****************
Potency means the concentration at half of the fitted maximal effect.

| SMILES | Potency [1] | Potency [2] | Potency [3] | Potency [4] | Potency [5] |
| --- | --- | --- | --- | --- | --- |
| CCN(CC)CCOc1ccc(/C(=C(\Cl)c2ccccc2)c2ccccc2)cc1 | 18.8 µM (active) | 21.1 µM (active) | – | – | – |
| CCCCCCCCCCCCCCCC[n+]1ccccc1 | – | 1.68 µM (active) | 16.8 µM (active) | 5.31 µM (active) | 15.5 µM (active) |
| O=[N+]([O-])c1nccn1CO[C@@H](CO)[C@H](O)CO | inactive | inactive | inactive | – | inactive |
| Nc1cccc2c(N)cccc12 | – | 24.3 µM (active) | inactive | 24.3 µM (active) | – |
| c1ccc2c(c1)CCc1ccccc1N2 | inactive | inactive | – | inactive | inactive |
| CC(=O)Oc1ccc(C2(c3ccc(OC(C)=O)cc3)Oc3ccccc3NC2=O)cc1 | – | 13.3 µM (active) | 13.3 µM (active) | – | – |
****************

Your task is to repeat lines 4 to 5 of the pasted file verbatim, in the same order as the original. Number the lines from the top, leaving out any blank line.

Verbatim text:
| CCN(CC)CCOc1ccc(/C(=C(\Cl)c2ccccc2)c2ccccc2)cc1 | 18.8 µM (active) | 21.1 µM (active) | – | – | – |
| CCCCCCCCCCCCCCCC[n+]1ccccc1 | – | 1.68 µM (active) | 16.8 µM (active) | 5.31 µM (active) | 15.5 µM (active) |